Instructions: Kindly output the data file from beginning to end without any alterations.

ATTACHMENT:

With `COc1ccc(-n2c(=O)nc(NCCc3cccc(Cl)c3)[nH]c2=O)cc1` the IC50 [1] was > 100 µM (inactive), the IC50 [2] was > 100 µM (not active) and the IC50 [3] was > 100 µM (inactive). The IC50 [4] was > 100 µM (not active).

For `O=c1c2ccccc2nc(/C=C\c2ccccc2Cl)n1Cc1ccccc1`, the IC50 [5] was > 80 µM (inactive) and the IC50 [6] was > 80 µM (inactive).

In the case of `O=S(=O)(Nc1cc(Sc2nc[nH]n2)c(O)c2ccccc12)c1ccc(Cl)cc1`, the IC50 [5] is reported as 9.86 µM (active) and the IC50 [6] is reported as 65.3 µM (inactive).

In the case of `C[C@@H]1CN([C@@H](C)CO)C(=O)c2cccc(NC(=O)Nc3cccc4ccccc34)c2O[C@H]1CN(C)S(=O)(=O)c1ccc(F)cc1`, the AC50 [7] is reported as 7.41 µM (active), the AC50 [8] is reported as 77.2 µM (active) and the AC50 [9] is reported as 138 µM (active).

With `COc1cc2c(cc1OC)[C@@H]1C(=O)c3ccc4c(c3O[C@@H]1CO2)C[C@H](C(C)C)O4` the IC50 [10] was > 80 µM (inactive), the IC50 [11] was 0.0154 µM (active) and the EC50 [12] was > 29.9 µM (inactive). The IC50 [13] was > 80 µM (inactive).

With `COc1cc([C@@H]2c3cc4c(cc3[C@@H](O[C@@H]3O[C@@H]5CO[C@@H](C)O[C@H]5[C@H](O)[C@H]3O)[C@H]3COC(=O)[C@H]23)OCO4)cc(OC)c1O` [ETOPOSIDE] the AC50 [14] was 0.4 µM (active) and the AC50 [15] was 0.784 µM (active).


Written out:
With `COc1ccc(-n2c(=O)nc(NCCc3cccc(Cl)c3)[nH]c2=O)cc1` the IC50 [1] was > 100 µM (inactive), the IC50 [2] was > 100 µM (not active) and the IC50 [3] was > 100 µM (inactive). The IC50 [4] was > 100 µM (not active).

For `O=c1c2ccccc2nc(/C=C\c2ccccc2Cl)n1Cc1ccccc1`, the IC50 [5] was > 80 µM (inactive) and the IC50 [6] was > 80 µM (inactive).

In the case of `O=S(=O)(Nc1cc(Sc2nc[nH]n2)c(O)c2ccccc12)c1ccc(Cl)cc1`, the IC50 [5] is reported as 9.86 µM (active) and the IC50 [6] is reported as 65.3 µM (inactive).

In the case of `C[C@@H]1CN([C@@H](C)CO)C(=O)c2cccc(NC(=O)Nc3cccc4ccccc34)c2O[C@H]1CN(C)S(=O)(=O)c1ccc(F)cc1`, the AC50 [7] is reported as 7.41 µM (active), the AC50 [8] is reported as 77.2 µM (active) and the AC50 [9] is reported as 138 µM (active).

With `COc1cc2c(cc1OC)[C@@H]1C(=O)c3ccc4c(c3O[C@@H]1CO2)C[C@H](C(C)C)O4` the IC50 [10] was > 80 µM (inactive), the IC50 [11] was 0.0154 µM (active) and the EC50 [12] was > 29.9 µM (inactive). The IC50 [13] was > 80 µM (inactive).

With `COc1cc([C@@H]2c3cc4c(cc3[C@@H](O[C@@H]3O[C@@H]5CO[C@@H](C)O[C@H]5[C@H](O)[C@H]3O)[C@H]3COC(=O)[C@H]23)OCO4)cc(OC)c1O` [ETOPOSIDE] the AC50 [14] was 0.4 µM (active) and the AC50 [15] was 0.784 µM (active).